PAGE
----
A usability study of an educational groupware system: Supporting awareness for collaboration

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A number of research studies have focused on the usability of groupware in supporting collaborative work. Unfortunately, our understanding of their impact on collaborative learning is still limited due to a lack of attention on this issue. The majority of educators and designers in Computer Supported Collaborative Learning (CSCL) expect interactions and collaborations to come naturally. As a result, they are focused on providing a wide variety of interaction opportunities for both learners and educators through producing versatile tools in educational groupware systems, but they ignore the most important factor-whether these features are valuable at all. To bridge this gap, in this article, we describe our experiences with a loosely-coupled collaborative software called GroupScribbles, and explore its potential and challenges in supporting cooperation and coordination among learners. Our study suggests versatility is not of singular importance in an educational groupware tool. Rather, how it can provide a seamless and focused distributed learning environment determines the overall pedagogical appropriateness of the software in CSCL. The learning environment, although distributed and fragmented, should be capable of linking learners, their activities and their meta-cognitive problem solving skills cohesively so as to continuously construct a relatively compact learning space where coordination and collaboration can be effective and efficient.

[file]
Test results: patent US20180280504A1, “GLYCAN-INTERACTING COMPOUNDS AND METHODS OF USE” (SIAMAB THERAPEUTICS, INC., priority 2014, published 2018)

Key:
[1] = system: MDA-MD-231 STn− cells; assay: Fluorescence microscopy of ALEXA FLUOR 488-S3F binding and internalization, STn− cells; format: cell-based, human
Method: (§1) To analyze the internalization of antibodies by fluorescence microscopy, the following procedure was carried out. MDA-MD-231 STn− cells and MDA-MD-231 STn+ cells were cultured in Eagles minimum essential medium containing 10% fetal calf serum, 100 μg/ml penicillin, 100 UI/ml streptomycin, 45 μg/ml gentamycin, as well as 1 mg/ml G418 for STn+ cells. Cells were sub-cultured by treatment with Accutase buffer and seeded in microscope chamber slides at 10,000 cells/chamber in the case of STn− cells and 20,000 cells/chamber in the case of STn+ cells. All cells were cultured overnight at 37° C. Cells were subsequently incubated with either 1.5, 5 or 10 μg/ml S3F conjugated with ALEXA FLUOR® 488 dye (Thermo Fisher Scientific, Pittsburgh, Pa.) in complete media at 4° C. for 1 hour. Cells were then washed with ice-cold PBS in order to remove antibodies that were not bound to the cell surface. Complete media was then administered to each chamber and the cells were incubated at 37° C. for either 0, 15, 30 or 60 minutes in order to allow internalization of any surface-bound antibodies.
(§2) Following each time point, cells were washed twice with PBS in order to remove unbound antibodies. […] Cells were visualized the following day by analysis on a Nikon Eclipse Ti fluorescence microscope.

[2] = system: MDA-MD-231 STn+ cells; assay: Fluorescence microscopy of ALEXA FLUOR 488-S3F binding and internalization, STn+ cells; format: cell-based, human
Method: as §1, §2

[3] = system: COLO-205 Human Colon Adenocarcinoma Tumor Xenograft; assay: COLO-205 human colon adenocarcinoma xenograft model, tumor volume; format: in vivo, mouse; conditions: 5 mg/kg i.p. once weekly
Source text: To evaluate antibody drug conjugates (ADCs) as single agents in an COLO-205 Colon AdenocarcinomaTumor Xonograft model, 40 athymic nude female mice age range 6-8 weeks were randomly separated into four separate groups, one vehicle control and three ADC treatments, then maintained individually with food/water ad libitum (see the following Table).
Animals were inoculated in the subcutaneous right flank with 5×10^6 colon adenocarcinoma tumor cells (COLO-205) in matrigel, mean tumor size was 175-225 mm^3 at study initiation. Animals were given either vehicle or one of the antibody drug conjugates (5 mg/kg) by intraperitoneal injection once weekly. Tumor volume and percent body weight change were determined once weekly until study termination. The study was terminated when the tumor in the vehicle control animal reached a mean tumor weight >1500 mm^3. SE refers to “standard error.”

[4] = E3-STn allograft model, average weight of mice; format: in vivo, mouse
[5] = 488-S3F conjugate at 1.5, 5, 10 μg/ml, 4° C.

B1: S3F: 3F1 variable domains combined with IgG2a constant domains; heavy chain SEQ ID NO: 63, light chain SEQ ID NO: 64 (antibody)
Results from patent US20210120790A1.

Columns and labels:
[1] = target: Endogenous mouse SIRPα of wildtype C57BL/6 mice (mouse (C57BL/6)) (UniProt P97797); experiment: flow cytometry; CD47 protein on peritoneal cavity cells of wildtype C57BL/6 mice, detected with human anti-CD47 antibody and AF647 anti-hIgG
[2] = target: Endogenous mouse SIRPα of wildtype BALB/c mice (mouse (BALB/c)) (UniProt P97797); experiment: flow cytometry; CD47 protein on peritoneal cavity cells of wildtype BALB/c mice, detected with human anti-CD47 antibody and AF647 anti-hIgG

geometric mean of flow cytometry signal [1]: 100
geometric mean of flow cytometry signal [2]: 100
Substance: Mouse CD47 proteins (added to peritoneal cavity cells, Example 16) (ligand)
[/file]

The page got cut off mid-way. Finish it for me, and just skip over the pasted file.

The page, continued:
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Journal of Educational Computing Research

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